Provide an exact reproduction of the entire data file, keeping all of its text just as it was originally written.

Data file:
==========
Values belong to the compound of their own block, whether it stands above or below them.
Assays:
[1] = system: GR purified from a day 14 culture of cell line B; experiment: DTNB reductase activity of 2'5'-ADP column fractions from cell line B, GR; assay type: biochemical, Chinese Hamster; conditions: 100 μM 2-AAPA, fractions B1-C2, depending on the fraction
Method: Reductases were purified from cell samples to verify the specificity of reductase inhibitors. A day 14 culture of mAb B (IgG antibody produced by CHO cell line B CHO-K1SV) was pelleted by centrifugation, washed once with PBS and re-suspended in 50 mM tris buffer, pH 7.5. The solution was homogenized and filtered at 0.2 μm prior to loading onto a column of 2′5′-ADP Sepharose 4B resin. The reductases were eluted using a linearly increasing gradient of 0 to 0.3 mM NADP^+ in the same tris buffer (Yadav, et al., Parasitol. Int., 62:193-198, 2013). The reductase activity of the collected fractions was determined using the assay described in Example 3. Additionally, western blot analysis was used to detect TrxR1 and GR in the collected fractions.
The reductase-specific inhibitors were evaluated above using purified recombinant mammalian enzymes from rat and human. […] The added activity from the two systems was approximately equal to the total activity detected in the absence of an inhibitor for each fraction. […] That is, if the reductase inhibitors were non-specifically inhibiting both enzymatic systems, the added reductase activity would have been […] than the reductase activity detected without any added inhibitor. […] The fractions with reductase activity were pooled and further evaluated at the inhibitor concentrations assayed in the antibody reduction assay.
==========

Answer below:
Values belong to the compound of their own block, whether it stands above or below them.
Assays:
[1] = system: GR purified from a day 14 culture of cell line B; experiment: DTNB reductase activity of 2'5'-ADP column fractions from cell line B, GR; assay type: biochemical, Chinese Hamster; conditions: 100 μM 2-AAPA, fractions B1-C2, depending on the fraction
Method: Reductases were purified from cell samples to verify the specificity of reductase inhibitors. A day 14 culture of mAb B (IgG antibody produced by CHO cell line B CHO-K1SV) was pelleted by centrifugation, washed once with PBS and re-suspended in 50 mM tris buffer, pH 7.5. The solution was homogenized and filtered at 0.2 μm prior to loading onto a column of 2′5′-ADP Sepharose 4B resin. The reductases were eluted using a linearly increasing gradient of 0 to 0.3 mM NADP^+ in the same tris buffer (Yadav, et al., Parasitol. Int., 62:193-198, 2013). The reductase activity of the collected fractions was determined using the assay described in Example 3. Additionally, western blot analysis was used to detect TrxR1 and GR in the collected fractions.
The reductase-specific inhibitors were evaluated above using purified recombinant mammalian enzymes from rat and human. […] The added activity from the two systems was approximately equal to the total activity detected in the absence of an inhibitor for each fraction. […] That is, if the reductase inhibitors were non-specifically inhibiting both enzymatic systems, the added reductase activity would have been […] than the reductase activity detected without any added inhibitor. […] The fractions with reductase activity were pooled and further evaluated at the inhibitor concentrations assayed in the antibody reduction assay.